Publishing in JAMA Internal Medicine a group of researchers have reported that the incidence of coeliac disease has not changed in recent years, but the number of people in the USA who follow a gluten-free diet has increased significantly.
Prof. Anthony Frew, Professor of Allergy & Respiratory Medicine, Royal Sussex County Hospital, said:
“This study is of interest and fits with our feeling within the allergy community that many people have put themselves on gluten-free diets without any clinical evidence of gluten sensitivity. The work itself is well done and provides pretty convincing evidence of a flat trend in coeliac disease in the US, so no increase in its incidence.
“The tendency to blame gluten for a variety of ailments has increased in recent years – there is absolutely no evidence that wheat-free diets are intrinsically ‘healthy’. There are some people who are not coeliac but are intolerant of wheat and get bloating, abdominal discomfort and variable bowel movements after eating wheat, which most doctors would label as irritable bowel syndrome (IBS). This is not a new phenomenon and relates to undigested wheat getting into the large bowel where it is fermented and produces gas which in turns causes bloating, wind etc.
“Health practitioners often recommend reducing the intake of wheat in IBS and symptoms often improve. This is not a food allergy but can be appropriately labelled as an intolerance. Complete avoidance of wheat is not usually necessary to relieve IBS symptoms, whereas in coeliac disease there is an immune reaction against wheat proteins (gluten). Patients with proven coeliac disease are entitled to gluten-free products on prescription but those with IBS are not. Many people with intolerance refer to themselves as being ‘allergic to wheat’. This is not technically correct: in medicine an allergy means you have an immune reaction against the offending product and IBS sufferers do not have an immune reaction to wheat.
“This study indicates that there is an increasing tendency for people to label themselves as gluten-sensitive, when they are not coeliac. It also suggests there is no upward or downward trend in the number of people who truly have got coeliac disease.”
Dr Ian Johnson, Nutrition researcher and Emeritus Fellow, Institute of Food Research, said:
“This small but rigorous study seems to confirm that, unsurprisingly perhaps, the rising popularity of gluten-free diets is not accounted for by any increase in clinically proven coeliac disease in the USA. The origins of the gluten-free movement remain mysterious, but at least it has led to a valuable increase in the range and availability of gluten-free products for those who do need them.”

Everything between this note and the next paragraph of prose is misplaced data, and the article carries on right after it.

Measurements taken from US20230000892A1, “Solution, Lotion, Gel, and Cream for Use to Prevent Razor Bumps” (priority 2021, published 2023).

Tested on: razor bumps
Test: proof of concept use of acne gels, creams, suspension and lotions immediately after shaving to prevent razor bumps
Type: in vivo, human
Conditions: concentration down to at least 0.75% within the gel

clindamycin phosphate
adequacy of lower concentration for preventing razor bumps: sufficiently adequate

Prof. Alastair Watson, Institute of Food Research, and Professor of Translational Medicine, UEA, said:
“In people who have coeliac disease, their symptoms are caused by eating wheat, barley or rye. These patients have characteristic changes to their immune system and to the lining of the bowel, and there are also genetic changes.
“This new research shows that the incidence of coeliac disease has not changed in recent years. However the number of people in the USA who have put themselves on a gluten-free diet has tripled over the last seven years.
“We know from previous research that there are some patients who don’t have coeliac disease but whose stomach and bowel symptoms can be improved when they go on a gluten-free diet, however it seems likely that the majority of people who put themselves on a gluten-free diet do so as a lifestyle choice. This new research shows how popular lifestyle gluten free diets have become.”
‘Time trends in the prevalence of celiac disease and gluten-free diet in the US population: results from the National Health and Nutrition Examination Surveys 2009-2014’ by Hyun-seok Kim et al. published in JAMA Internal Medicine on Tuesday 6 September 2016.
Dr Ian Johnson and Prof. Alastair Watson declare that they have no interests to declare.
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